Executive Briefings

Improved Tools for Monitoring Specimens May Make RFID a Standard in Healthcare

The quality of any healthcare laboratory - whether it's servicing the biomedical, clinical trial and research, diagnostic or pharmaceutical community - depends on its ability to provide accurate, precise and timely results. In recent years, some labs say they have begun using RFID to automate manual processes to track human specimens and other samples, preventing loss and misidentification, assuring chain of custody, enabling quick retrieval when needed and facilitating compliance with government regulations.

In 2011, for example, the Mayo Clinic's department of laboratory medicine and pathology says it worked with software provider ODIN (now Quake Global) to develop EasySpecimen, a passive RFID system to track patient tissue samples. In 2013, the Legacy Health Good Samaritan Medical Center, in Portland, Ore., collaborated with Cerner to deploy an RFID solution to track patient tissue specimens from the point of collection in the endoscopy department to receipt at the pathology lab. Prior to using RFID, endoscopy nurses had to manually create and double-label specimen containers, and pathology lab workers had to verify the containers against paperwork before entering their receipts into the Cerner Laboratory Information System (LIS). The RFID solution integrates Quake Global's pad readers, ceiling readers and Tag Acquisition Processor (TAP) server with the Cerner LIS.

"Now, nurses provide specimen source information to the hospital's electronic medical records system, submit the order to the EMR and print an RFID label," says Dani Sensenig, pathology supervisor for Legacy Laboratory Services. Zebra Technologies' tags and printers are used in the process.

It's best practice to print the label at the point of blood collection or specimen removal, says Chris Sullivan, Zebra's global healthcare practice leader. "If you have the label applied instantaneously to the blood collection or specimen, you significantly reduce the risk of errors versus doing that as a separate work stream."

Then, nurses place the specimen container on an RFID pad in the endoscopy suite, and the reader sends a signal to the LIS that the specimen is ready for pickup. Antennas in the hallway outside the suite and outside the pathology department track the movement of the sample, which is read on another RFID pad when it arrives at the lab. "In healthcare, this workflow is a game changer," says Sam Bhatia, Cerner's director of laboratory automation.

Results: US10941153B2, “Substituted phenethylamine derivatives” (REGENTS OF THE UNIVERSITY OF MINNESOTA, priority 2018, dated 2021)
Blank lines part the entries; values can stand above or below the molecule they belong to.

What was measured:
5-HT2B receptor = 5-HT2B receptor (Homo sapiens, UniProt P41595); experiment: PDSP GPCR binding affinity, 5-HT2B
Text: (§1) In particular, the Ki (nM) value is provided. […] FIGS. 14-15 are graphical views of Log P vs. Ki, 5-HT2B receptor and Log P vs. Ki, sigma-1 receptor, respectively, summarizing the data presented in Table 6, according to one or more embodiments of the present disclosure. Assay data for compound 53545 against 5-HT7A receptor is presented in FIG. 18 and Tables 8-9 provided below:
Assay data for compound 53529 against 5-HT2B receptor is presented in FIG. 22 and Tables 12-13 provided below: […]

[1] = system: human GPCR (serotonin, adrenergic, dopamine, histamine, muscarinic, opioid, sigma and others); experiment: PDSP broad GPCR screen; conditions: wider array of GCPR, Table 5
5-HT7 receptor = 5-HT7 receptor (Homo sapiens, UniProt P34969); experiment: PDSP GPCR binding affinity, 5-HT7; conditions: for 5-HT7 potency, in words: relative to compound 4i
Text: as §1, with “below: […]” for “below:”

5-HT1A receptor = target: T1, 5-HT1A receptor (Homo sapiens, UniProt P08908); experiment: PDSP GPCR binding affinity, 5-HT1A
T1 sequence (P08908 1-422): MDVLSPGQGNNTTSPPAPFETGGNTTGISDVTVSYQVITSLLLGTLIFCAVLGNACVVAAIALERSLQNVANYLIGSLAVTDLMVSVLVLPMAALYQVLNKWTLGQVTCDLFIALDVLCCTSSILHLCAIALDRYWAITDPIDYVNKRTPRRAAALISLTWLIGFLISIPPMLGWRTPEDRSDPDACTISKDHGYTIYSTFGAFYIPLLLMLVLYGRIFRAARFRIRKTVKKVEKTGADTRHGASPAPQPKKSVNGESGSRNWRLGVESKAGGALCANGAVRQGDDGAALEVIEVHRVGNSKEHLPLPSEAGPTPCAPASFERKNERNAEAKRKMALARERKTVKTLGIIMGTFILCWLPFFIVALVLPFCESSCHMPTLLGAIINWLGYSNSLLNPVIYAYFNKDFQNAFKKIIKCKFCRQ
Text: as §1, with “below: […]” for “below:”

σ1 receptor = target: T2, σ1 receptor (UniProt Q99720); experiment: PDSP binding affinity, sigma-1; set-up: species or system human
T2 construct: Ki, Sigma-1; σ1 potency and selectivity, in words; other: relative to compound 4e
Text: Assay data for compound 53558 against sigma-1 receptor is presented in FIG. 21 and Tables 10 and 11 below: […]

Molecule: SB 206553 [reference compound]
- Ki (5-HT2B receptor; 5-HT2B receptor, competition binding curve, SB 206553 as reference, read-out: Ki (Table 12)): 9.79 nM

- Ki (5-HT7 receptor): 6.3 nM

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In 2011, for example, the Mayo Clinic's department of laboratory medicine and pathology says it worked with software provider ODIN (now Quake Global) to develop EasySpecimen, a passive RFID system to track patient tissue samples. In 2013, the Legacy Health Good Samaritan Medical Center, in Portland, Ore., collaborated with Cerner to deploy an RFID solution to track patient tissue specimens from the point of collection in the endoscopy department to receipt at the pathology lab. Prior to using RFID, endoscopy nurses had to manually create and double-label specimen containers, and pathology lab workers had to verify the containers against paperwork before entering their receipts into the Cerner Laboratory Information System (LIS). The RFID solution integrates Quake Global's pad readers, ceiling readers and Tag Acquisition Processor (TAP) server with the Cerner LIS.

"Now, nurses provide specimen source information to the hospital's electronic medical records system, submit the order to the EMR and print an RFID label," says Dani Sensenig, pathology supervisor for Legacy Laboratory Services. Zebra Technologies' tags and printers are used in the process.

It's best practice to print the label at the point of blood collection or specimen removal, says Chris Sullivan, Zebra's global healthcare practice leader. "If you have the label applied instantaneously to the blood collection or specimen, you significantly reduce the risk of errors versus doing that as a separate work stream."

Then, nurses place the specimen container on an RFID pad in the endoscopy suite, and the reader sends a signal to the LIS that the specimen is ready for pickup. Antennas in the hallway outside the suite and outside the pathology department track the movement of the sample, which is read on another RFID pad when it arrives at the lab. "In healthcare, this workflow is a game changer," says Sam Bhatia, Cerner's director of laboratory automation.

Read Full Article